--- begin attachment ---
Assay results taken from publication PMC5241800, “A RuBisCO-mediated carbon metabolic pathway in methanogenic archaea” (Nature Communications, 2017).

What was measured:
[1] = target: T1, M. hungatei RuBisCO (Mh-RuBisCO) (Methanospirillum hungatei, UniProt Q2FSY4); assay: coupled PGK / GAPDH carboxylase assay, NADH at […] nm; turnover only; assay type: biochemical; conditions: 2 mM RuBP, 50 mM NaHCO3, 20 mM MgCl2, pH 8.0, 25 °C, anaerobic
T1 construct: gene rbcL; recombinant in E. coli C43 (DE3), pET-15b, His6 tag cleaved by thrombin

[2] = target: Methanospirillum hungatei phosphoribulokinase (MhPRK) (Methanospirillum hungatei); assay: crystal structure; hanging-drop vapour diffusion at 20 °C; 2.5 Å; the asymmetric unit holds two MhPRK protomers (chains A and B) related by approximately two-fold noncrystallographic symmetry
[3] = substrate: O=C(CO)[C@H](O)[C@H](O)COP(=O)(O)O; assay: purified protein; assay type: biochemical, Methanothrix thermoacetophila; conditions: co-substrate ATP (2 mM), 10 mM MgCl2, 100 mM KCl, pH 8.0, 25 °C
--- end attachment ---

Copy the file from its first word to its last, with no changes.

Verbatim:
Assay results taken from publication PMC5241800, “A RuBisCO-mediated carbon metabolic pathway in methanogenic archaea” (Nature Communications, 2017).

What was measured:
[1] = target: T1, M. hungatei RuBisCO (Mh-RuBisCO) (Methanospirillum hungatei, UniProt Q2FSY4); assay: coupled PGK / GAPDH carboxylase assay, NADH at […] nm; turnover only; assay type: biochemical; conditions: 2 mM RuBP, 50 mM NaHCO3, 20 mM MgCl2, pH 8.0, 25 °C, anaerobic
T1 construct: gene rbcL; recombinant in E. coli C43 (DE3), pET-15b, His6 tag cleaved by thrombin

[2] = target: Methanospirillum hungatei phosphoribulokinase (MhPRK) (Methanospirillum hungatei); assay: crystal structure; hanging-drop vapour diffusion at 20 °C; 2.5 Å; the asymmetric unit holds two MhPRK protomers (chains A and B) related by approximately two-fold noncrystallographic symmetry
[3] = substrate: O=C(CO)[C@H](O)[C@H](O)COP(=O)(O)O; assay: purified protein; assay type: biochemical, Methanothrix thermoacetophila; conditions: co-substrate ATP (2 mM), 10 mM MgCl2, 100 mM KCl, pH 8.0, 25 °C